• Set an information security policy – and stick to it
  • Educate your people about the risks of phishing
  • Do not allow work accounts to be used for personal purposes, such as shopping or banking
  • Hire a Hull IT Support company to secure your networks

Digitalquill – Experts in IT Security

For Hull IT security advice for small businesses, call Digitalquill on 01482 424402.

Equifax hack

Equifax hackJust when we thought we had heard the last of the massive Equifax hack last year, the embattled company has announced that it has identified even more victims of the cyber-theft.

Equifax Hack – Even More Victims Identified

Back in September last year, Equifax announced that 145 million of its customers in the USA may have had their personal information stolen. Its full investigation into the breach has now begun, and analysis of the stolen data has revealed that the personal details of another 2.4 million of its customers was stolen than it had originally estimated.

In a statement, Equifax said that it: “will notify these newly identified consumers directly, and offer them identity-theft protection and credit-file monitoring services at no cost.”

The announcement was made on the same day that Equifax reported its full-year earnings. The breach cost it more than $114 million, after insurance payouts, but profits still remained healthy, thanks to a strong performance in its international business and tax cuts in the USA.

Equifax Hack

In 2017, Equifax revealed that they had found signs of unauthorised access being made to its data. It included names, addresses and social security numbers. The company set up a website so people could learn if they were victims – but they were criticised for not doing more. Their then chief executive was forced to make a  public apology for the company’s failure to protect its information – and for the amount of time it took to let the victims know about the data breach. He, and several other senior executives, subsequently left the company as a result.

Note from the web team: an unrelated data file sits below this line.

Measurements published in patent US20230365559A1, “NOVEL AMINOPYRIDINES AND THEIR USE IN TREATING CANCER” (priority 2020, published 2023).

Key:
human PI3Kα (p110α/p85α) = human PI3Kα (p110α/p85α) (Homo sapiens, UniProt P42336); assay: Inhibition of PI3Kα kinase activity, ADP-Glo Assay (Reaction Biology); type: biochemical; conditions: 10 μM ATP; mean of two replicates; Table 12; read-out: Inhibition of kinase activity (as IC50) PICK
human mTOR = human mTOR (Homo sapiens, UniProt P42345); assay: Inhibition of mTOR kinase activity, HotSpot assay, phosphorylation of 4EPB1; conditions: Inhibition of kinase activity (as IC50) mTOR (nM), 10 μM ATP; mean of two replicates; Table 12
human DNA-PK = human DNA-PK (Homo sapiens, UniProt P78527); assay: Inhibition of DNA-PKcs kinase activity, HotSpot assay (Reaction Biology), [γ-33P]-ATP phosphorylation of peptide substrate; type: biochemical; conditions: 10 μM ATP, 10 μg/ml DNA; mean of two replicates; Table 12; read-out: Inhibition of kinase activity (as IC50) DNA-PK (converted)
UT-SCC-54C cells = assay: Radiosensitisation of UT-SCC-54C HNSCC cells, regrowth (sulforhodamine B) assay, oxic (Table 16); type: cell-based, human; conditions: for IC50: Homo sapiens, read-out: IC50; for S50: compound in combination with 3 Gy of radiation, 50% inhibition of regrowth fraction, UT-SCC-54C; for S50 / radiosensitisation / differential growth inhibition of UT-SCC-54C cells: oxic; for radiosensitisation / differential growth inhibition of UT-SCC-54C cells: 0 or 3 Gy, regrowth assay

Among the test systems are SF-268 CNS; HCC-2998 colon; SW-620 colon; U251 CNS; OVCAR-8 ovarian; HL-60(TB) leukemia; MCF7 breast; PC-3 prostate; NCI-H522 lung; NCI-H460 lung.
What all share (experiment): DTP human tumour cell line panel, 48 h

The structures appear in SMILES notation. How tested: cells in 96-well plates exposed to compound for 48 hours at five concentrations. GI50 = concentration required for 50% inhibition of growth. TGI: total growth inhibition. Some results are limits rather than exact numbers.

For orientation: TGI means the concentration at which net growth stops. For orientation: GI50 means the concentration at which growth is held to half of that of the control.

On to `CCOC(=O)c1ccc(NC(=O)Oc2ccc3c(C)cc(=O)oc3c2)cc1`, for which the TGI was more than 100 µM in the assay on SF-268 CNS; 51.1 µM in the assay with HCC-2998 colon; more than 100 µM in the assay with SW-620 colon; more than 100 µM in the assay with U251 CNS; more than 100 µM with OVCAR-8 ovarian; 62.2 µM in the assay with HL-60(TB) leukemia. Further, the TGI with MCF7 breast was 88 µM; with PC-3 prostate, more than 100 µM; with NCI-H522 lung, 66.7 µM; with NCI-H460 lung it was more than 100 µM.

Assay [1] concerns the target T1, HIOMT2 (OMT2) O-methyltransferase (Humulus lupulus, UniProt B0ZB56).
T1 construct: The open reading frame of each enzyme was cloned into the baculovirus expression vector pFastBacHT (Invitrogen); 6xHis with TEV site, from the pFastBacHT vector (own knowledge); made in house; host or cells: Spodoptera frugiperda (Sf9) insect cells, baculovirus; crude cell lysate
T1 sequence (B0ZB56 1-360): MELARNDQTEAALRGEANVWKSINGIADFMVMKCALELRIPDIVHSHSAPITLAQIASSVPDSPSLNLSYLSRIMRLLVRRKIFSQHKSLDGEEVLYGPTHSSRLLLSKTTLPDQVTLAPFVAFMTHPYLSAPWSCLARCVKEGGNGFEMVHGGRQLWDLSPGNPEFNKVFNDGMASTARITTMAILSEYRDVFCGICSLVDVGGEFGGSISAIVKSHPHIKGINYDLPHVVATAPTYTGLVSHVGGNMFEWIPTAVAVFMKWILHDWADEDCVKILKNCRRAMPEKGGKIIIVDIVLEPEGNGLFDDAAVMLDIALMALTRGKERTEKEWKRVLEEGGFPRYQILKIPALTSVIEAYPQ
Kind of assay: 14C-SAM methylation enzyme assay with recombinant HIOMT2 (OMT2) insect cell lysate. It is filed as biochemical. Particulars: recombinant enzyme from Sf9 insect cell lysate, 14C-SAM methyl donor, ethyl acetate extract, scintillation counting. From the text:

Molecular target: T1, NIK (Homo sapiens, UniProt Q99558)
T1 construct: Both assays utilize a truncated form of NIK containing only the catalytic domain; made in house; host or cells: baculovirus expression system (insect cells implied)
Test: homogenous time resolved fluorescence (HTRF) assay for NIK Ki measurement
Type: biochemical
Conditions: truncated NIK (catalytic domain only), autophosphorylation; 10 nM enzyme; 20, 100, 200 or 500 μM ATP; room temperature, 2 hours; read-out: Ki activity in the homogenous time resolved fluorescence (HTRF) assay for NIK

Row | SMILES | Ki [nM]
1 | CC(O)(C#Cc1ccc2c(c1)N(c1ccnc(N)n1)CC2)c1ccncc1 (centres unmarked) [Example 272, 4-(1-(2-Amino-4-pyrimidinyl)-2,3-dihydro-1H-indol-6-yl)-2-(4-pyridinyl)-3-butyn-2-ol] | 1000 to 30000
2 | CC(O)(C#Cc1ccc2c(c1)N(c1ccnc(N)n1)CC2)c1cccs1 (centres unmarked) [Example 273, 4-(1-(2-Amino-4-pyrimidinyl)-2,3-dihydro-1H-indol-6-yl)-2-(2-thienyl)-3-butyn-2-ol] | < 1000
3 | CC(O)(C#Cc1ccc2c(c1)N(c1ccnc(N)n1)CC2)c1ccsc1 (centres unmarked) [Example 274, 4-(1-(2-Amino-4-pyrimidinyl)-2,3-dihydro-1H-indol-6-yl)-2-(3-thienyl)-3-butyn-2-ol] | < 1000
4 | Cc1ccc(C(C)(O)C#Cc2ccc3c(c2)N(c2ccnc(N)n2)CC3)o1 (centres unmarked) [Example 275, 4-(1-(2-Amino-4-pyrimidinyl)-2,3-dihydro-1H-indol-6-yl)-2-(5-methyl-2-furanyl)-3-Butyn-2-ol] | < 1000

Keep Your Business Safe from Hackers

Just because your company is smaller than Equifax and located in Hull, East Yorkshire or Lincolnshire does not mean that your data is not at risk. If hackers succeed in taking data then it affects your reputation, can harm your customers, and you may be fined by the Information Commissioner if you cannot prove you took reasonable steps to keep the data secure.

Digitalquill – Experts in IT Security

At Digitalquill we help businesses across the East Riding keep their customer data safe from prying eyes. Whether it is securing a wireless router, protecting confidential data, setting up a backup regime or maybe you need help to be compliant with the rules around credit card processing – we can help you. For more information call us on 01482 424402 or email office@digitalquill.co.uk.

 

Equifax

Cyber criminalsThe BBC recently completed a research experiment to discover the true risk to online servers of the type used by many UK businesses. They found that cyber criminals commenced an attack just one hour after they were switched on. Is it time you boosted your IT security?

Is your business at risk from cyber criminals?

The servers were set up in an experiment by a security company, designed to ascertain the scale of cyber-attacks on UK business every single day. After about 71 minutes online, the servers were visited by automated tools that scanned them for weaknesses. As soon as the machines had been discovered by the bots, a constant assault took place on them.

Honeypots show weakness in cyber-security

The “honeypot” servers, designed to attract hackers, were only accessible for about 170 hours, according to Cybereason, the company who performed the test. The servers were set up with real IP addresses, and they were configured to resemble a legitimate server. For example one accepted requests for webpages, files and networking connections.

Hackers using advanced automated tools

Online attack bots are set up t constantly look for known weaknesses in widely used applications. A whole range of attack bots probed the servers and most of the vulnerabilities they were looking for have been known for months – but still remain unpatched on many servers.

Of the attack bots:

  • 17% were “scrapers” that sucked up web content
  • 37% looked for known vulnerabilities or tried default admin passwords
  • 10% were looking for loopholes in web applications on the servers
  • 29% used “brute force attacks” to try to access user accounts with common passwords
  • 7% looked for vulnerabilities in the servers’ operating systems

The Risk From Phishing

The researchers also performed research to discover how phishing gangs target new employees at businesses. They added false email addresses under their control to a hundred legitimate email marketing lists. Within 21 hours, phishing gangs had started to send booby-trapped messages to the fake employees.

15% of the emails they received included links to compromised webpages that would launch an attack if they were visited. The rest had malicious file attachments including Microsoft Office documents, PDFs and executable files – all containing malware.

Stay Safe from Cyber Crime

These tests show that however small your business, it is still at risk from cybercrime. The techniques that the bots used are a good guide to what your organisation should be doing to avoid becoming a victim of cybercrime. You should “target-harden” your servers by updating software, controlling admin access, and enforce a policy for strong passwords. All of this can be done by a Hull IT Support Company like Digitalquill.